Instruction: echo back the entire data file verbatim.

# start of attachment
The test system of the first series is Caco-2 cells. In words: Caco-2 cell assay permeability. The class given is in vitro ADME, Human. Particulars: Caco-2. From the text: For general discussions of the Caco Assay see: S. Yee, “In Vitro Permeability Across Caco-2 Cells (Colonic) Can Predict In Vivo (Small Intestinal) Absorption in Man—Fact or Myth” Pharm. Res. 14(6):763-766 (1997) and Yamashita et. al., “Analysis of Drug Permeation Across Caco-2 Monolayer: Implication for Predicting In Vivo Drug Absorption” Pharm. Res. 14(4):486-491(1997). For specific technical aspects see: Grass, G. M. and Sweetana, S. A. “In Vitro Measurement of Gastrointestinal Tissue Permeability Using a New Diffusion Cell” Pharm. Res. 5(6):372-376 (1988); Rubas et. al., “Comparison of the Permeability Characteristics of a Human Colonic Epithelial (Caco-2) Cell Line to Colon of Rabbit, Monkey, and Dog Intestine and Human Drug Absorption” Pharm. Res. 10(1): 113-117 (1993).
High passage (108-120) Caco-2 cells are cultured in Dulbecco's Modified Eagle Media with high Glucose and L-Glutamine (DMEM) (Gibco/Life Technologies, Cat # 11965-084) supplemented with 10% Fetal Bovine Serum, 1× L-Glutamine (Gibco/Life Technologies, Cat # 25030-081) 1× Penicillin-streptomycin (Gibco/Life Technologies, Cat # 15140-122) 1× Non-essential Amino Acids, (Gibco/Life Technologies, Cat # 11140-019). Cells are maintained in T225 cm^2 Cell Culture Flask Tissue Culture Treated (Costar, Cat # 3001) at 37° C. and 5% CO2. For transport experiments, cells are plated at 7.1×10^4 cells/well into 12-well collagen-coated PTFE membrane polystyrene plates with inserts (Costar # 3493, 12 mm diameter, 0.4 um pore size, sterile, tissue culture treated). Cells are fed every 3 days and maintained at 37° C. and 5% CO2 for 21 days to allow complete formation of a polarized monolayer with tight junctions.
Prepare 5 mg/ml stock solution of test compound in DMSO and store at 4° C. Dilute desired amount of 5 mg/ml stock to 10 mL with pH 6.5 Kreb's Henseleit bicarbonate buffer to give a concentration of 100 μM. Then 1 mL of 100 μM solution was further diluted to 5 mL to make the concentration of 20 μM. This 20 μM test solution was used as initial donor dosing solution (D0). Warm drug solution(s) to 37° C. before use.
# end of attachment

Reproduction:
The test system of the first series is Caco-2 cells. In words: Caco-2 cell assay permeability. The class given is in vitro ADME, Human. Particulars: Caco-2. From the text: For general discussions of the Caco Assay see: S. Yee, “In Vitro Permeability Across Caco-2 Cells (Colonic) Can Predict In Vivo (Small Intestinal) Absorption in Man—Fact or Myth” Pharm. Res. 14(6):763-766 (1997) and Yamashita et. al., “Analysis of Drug Permeation Across Caco-2 Monolayer: Implication for Predicting In Vivo Drug Absorption” Pharm. Res. 14(4):486-491(1997). For specific technical aspects see: Grass, G. M. and Sweetana, S. A. “In Vitro Measurement of Gastrointestinal Tissue Permeability Using a New Diffusion Cell” Pharm. Res. 5(6):372-376 (1988); Rubas et. al., “Comparison of the Permeability Characteristics of a Human Colonic Epithelial (Caco-2) Cell Line to Colon of Rabbit, Monkey, and Dog Intestine and Human Drug Absorption” Pharm. Res. 10(1): 113-117 (1993).
High passage (108-120) Caco-2 cells are cultured in Dulbecco's Modified Eagle Media with high Glucose and L-Glutamine (DMEM) (Gibco/Life Technologies, Cat # 11965-084) supplemented with 10% Fetal Bovine Serum, 1× L-Glutamine (Gibco/Life Technologies, Cat # 25030-081) 1× Penicillin-streptomycin (Gibco/Life Technologies, Cat # 15140-122) 1× Non-essential Amino Acids, (Gibco/Life Technologies, Cat # 11140-019). Cells are maintained in T225 cm^2 Cell Culture Flask Tissue Culture Treated (Costar, Cat # 3001) at 37° C. and 5% CO2. For transport experiments, cells are plated at 7.1×10^4 cells/well into 12-well collagen-coated PTFE membrane polystyrene plates with inserts (Costar # 3493, 12 mm diameter, 0.4 um pore size, sterile, tissue culture treated). Cells are fed every 3 days and maintained at 37° C. and 5% CO2 for 21 days to allow complete formation of a polarized monolayer with tight junctions.
Prepare 5 mg/ml stock solution of test compound in DMSO and store at 4° C. Dilute desired amount of 5 mg/ml stock to 10 mL with pH 6.5 Kreb's Henseleit bicarbonate buffer to give a concentration of 100 μM. Then 1 mL of 100 μM solution was further diluted to 5 mL to make the concentration of 20 μM. This 20 μM test solution was used as initial donor dosing solution (D0). Warm drug solution(s) to 37° C. before use.